So ... yes? It's interesting how muddled things get when one side has the power to act and the other controls the purse strings, but I think it's definitely fair to say that Obama has a good amount of control. But then, being aggressively pro-Israel seems like a great way to make almost everyone in DC very happy anyway.
ms_maree 19th-Nov-2012 05:08 am (UTC)
being aggressively pro-Israel seems like a great way to make almost everyone in DC very happy anyway.

Is this more strategy or religion do you think? I know you're not an expert or anything, but I'm curious, and if anyone wants to say anything, that would be cool too.

Ie, is it because of the power of the Christian lobby, or is it basically about keeping control over the area through Israel.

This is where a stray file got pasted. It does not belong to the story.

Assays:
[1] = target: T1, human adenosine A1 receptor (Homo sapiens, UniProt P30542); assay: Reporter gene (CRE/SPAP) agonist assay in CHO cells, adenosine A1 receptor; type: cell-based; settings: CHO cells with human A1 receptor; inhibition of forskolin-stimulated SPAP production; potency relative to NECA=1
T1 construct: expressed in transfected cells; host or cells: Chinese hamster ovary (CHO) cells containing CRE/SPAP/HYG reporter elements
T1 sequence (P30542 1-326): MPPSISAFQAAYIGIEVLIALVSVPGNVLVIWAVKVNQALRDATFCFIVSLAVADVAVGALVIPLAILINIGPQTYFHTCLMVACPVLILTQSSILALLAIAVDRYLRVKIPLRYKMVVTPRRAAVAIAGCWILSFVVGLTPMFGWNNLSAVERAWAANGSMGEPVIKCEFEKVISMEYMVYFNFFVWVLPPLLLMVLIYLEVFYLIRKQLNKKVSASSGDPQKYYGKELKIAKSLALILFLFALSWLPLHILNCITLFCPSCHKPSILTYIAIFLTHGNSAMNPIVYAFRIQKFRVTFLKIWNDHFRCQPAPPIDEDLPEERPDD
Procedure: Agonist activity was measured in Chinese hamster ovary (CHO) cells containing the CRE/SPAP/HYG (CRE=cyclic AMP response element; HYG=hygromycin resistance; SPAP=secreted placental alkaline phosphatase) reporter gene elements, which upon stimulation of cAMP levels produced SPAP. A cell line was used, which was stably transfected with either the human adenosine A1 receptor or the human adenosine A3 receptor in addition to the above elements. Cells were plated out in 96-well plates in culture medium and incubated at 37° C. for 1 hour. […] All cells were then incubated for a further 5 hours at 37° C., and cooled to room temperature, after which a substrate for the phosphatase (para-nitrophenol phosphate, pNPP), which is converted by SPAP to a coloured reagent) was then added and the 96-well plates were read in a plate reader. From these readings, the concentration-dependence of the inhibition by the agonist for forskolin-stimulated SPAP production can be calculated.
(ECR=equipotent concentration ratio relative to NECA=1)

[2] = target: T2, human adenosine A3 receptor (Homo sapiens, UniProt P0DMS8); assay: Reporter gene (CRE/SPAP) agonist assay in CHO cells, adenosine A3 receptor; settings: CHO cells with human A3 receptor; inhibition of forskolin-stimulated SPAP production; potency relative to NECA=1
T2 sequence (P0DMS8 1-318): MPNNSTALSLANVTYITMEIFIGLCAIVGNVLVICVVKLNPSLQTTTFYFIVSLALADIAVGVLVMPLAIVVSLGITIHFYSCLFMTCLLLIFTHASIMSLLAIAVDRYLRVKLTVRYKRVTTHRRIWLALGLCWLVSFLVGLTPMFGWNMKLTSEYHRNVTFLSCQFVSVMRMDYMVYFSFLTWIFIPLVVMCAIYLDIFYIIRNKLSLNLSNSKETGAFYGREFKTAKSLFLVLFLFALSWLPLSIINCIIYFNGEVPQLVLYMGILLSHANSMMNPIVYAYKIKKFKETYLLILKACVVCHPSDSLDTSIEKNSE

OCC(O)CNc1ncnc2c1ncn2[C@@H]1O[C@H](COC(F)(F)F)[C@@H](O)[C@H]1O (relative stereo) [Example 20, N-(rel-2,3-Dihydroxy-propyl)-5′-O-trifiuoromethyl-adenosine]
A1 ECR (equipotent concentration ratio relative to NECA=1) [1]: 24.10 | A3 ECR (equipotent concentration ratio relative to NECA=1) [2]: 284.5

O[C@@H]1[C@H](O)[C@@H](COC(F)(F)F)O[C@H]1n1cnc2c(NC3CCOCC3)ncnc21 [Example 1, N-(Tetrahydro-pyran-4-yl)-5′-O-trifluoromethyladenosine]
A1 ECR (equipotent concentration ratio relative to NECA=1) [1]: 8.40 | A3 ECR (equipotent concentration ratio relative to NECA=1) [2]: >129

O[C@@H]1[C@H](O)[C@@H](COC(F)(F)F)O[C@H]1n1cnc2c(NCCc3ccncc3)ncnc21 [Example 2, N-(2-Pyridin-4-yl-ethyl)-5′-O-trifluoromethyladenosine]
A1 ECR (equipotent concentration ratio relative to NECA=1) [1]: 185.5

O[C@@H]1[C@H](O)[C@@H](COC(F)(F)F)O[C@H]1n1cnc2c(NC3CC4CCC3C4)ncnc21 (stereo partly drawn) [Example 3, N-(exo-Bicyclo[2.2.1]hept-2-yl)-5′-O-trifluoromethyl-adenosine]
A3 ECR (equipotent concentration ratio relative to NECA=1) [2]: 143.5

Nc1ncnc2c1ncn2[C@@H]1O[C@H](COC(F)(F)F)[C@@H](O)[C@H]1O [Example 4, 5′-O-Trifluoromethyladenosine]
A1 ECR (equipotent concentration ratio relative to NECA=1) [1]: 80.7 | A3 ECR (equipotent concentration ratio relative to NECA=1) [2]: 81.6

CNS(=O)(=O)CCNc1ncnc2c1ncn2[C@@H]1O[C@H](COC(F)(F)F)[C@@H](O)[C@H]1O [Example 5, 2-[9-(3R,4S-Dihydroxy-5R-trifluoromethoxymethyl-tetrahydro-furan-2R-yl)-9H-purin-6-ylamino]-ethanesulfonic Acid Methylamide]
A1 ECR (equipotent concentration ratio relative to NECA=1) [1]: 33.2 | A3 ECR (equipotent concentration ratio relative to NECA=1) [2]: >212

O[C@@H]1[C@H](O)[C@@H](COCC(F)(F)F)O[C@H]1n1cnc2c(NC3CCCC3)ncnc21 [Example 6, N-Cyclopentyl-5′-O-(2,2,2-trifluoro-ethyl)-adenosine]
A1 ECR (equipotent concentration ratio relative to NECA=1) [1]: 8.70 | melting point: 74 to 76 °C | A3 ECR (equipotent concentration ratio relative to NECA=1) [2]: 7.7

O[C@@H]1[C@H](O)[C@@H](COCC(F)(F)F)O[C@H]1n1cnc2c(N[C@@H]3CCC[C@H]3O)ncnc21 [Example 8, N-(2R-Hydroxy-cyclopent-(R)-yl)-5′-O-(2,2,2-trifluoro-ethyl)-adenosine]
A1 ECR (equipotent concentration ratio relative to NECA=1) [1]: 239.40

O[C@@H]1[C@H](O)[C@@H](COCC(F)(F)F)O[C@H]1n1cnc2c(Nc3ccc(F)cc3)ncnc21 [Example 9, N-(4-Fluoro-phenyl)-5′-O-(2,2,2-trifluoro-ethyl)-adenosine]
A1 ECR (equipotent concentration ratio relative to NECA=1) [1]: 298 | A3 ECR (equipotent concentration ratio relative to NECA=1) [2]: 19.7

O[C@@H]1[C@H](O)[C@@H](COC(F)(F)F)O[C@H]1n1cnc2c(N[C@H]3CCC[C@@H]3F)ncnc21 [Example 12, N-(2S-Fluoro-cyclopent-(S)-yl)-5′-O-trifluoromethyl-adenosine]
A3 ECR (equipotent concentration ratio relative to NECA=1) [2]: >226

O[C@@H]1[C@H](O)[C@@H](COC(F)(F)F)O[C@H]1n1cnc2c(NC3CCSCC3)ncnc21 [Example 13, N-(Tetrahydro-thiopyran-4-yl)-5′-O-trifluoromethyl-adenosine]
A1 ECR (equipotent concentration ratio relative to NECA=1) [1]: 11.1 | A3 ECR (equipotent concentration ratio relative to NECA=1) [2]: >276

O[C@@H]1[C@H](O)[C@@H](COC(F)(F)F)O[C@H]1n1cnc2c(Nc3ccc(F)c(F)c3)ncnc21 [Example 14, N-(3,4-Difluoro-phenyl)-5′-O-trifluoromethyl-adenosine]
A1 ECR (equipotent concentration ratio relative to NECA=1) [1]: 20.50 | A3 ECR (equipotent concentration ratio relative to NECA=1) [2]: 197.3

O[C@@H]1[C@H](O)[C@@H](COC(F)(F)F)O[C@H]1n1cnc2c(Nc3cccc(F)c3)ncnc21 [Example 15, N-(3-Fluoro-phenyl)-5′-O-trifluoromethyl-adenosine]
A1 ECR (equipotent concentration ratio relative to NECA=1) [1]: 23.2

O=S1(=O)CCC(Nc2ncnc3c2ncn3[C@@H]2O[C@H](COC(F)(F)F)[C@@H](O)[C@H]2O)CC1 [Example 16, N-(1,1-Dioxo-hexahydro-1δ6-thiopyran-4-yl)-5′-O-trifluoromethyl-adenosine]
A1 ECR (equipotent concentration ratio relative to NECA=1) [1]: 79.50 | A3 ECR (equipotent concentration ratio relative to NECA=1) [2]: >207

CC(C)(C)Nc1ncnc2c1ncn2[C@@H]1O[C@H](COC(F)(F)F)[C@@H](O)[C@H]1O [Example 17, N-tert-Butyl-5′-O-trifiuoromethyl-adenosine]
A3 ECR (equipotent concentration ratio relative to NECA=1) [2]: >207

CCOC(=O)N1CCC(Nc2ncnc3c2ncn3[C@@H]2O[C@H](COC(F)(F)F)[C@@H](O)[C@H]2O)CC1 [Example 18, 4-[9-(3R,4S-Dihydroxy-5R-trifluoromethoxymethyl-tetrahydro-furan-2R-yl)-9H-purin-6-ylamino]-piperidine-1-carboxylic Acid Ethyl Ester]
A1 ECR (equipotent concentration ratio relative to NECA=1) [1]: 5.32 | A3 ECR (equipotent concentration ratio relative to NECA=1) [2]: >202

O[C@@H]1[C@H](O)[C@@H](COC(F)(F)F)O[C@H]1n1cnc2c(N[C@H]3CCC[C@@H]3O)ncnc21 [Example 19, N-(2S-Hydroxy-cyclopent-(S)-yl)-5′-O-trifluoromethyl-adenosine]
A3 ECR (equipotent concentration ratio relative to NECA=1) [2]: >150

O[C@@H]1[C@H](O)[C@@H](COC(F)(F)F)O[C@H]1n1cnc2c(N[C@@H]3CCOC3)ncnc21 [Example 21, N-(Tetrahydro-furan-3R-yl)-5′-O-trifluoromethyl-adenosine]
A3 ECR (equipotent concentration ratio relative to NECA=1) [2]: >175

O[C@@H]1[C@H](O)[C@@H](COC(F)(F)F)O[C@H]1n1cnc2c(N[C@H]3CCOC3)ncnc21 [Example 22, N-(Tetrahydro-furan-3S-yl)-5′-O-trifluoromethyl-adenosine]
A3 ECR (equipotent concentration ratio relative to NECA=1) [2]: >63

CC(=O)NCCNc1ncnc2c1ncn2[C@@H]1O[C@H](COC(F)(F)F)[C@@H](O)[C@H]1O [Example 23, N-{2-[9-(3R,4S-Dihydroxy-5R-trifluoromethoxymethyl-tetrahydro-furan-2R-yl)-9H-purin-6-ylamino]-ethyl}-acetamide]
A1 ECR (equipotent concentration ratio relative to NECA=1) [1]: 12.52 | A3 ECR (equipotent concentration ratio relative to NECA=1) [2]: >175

yndigot 19th-Nov-2012 05:46 am (UTC)
I personally tend to think the lobby is a huge, huge part of it because I know they're very influential, but I'm sure strategy plays a part as well. I suppose I'd lean toward saying that when it comes to strategy, the lobby is a large (the largest?) reason we're not going to see more different, creative strategies for foreign policy in the Middle East gaining any support. We've locked ourselves in now.
celtic_thistle 19th-Nov-2012 10:24 pm (UTC)
I agree. The blind support for Israel is so deeply entrenched at this point that even if Obama wanted to cut off support for them, he couldn't. :/